I think that Jin Yong needed such a character to carry this story. Other books didn't need it, but this one did. He was a son of a very controversial couple, and step-son of one of the biggest villains around, and became the leader of the most infamous and hated sect around. Yet, he was more righteous than the self-infatuated Emei sect, more brave than the famous Wudang disciples, and more pure and forgiving than the corrupt Shaolin sect. He exposed all the ugliness in the Wulin world by simply being everything that a Jianghu hero should be, and was hated even more for it. It had to be a guy like this that unites all the sects against the Yuan. It also had to be a guy like this that makes 赵敏 fall so madly in love with him. I said that she reminded me of 黄蓉, but they are still quite different. 黄蓉 was a playful little girl when she met 郭靖. 赵敏 was basically a battle-tested and cunning military commander.

So yes, I didn't find him very interesting on his own, as you always knew that he would do The Right Thing , whereas most Jin Yong heroes are somehow flawed. But in the context of the novel, he is a very interesting character. He had to be exactly this way for the novel to work.

At least that's my impression. But I've only seen the series, there's probably a greater depth in the novel.

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How about 碧血剑 then?

Somebody else talked me out of that one:wink:.

One of the regular background ads you get on Tudou is for some game where you have to pick your favourite 金庸 female character to play. The ad shows you about 8 options with portrait, they range from the obvious picks (黃蓉) to the relatively obscure (梦姑) to the evil (李莫愁). It may be the least annoying internet ad ever.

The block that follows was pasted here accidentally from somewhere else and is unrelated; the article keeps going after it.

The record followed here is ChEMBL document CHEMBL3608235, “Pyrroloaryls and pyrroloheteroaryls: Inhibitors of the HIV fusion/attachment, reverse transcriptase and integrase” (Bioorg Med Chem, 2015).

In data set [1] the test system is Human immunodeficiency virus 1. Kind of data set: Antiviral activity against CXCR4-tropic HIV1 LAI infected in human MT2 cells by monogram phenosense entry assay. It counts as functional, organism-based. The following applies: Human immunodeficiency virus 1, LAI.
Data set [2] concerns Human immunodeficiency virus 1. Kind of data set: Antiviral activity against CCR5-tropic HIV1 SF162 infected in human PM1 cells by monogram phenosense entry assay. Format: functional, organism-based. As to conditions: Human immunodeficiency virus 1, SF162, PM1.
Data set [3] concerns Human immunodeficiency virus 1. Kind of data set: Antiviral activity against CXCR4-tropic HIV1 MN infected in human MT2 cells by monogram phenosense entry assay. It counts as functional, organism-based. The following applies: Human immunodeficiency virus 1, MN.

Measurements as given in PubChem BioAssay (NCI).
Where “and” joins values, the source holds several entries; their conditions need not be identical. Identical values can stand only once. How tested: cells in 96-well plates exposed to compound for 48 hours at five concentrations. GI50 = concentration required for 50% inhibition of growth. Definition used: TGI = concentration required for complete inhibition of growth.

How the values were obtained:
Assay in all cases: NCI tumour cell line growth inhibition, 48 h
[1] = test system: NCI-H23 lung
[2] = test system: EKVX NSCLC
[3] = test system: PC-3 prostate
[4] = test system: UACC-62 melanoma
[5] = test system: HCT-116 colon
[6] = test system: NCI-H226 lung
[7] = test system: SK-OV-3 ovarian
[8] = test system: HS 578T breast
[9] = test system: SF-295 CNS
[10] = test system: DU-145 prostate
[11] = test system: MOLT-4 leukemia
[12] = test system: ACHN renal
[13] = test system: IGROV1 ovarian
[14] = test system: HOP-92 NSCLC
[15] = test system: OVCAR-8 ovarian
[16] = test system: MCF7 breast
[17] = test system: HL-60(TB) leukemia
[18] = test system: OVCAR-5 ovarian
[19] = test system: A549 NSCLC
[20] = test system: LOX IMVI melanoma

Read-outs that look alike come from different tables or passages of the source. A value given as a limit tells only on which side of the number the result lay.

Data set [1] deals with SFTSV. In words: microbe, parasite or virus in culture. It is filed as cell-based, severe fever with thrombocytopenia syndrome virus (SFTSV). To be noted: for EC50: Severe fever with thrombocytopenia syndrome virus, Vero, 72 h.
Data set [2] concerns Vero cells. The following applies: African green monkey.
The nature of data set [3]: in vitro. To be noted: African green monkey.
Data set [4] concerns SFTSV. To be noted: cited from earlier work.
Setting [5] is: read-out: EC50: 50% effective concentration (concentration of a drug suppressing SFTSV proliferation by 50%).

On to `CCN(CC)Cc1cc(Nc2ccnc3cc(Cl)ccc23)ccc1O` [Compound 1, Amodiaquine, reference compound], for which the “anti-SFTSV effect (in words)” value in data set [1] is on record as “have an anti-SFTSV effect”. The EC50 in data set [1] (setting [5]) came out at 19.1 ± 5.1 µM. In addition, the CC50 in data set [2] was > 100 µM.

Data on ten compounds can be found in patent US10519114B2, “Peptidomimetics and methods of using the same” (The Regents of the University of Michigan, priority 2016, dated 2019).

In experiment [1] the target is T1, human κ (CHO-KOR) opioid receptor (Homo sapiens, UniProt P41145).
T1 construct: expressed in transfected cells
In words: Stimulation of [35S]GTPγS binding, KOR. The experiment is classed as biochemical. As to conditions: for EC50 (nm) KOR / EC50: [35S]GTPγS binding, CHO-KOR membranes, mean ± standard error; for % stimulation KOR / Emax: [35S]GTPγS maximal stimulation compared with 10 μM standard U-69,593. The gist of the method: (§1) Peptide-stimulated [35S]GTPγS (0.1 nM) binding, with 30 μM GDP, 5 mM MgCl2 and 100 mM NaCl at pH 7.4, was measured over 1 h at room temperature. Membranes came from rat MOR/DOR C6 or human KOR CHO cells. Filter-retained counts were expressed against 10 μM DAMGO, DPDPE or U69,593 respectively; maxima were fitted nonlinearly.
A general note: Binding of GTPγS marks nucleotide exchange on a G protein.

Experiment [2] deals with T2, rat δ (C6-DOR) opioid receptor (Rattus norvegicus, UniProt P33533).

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Well, since you were peeved by the fact that 周芷若 and 张无忌's apparent light-speed advancing in their fighting skills (not necessarily means that their understanding of the deeper philosophy could be compared to those who dedicated half a century to their respective sect.), I can tell you don't have much experience with Wu-Xia novel or even Jing-Yong's novel. For starters, in Jing Yong's original novel, even after she learned from the secret script embedded in the sword, the best she could accomplish in real fight was to beat 殷梨亭, whom, I assume you know could be categorized as a master, but far from being the top-notch level, even her victory against 殷梨亭 owed more to her cunning and the fact that 殷梨亭 was such a nice guy nice guy than anything else. She's no match for 张无忌, she injured 张无忌 because 张无忌 felt that he owed her because he left her at the altar on their wedding, when the real fight came between 张无忌 and the three old Shaolin Monks, 周芷若 couldn't even join the fights, basically, the fight was between 张无忌 and Shaolin Monks, every time 周芷若 tried to intervene, all the powerful 内力 of all four major combatants basically kicked her to the sideline. Yeah, I know, many directors chose to depict post-script 周芷若 as unbeatable, but in Jingyong's original novel, she's far far far far from unbeatable, her temporary victories against a few masters were because she got to learn a few movements/tricks that nobody had ever seen in a hundreds years, basically, element of surprise played the biggest role in her limited success, Jinyong said in his novel that if there were another fight between 殷梨亭 and her, 殷梨亭 would have won because her tricks could only trick a master like 殷梨亭 once, it's nothing something that she could rely on over the long run, in fact, if there were no 张无忌's intervention, she would have been, after a big fight, raped and killed by 玄冥二老。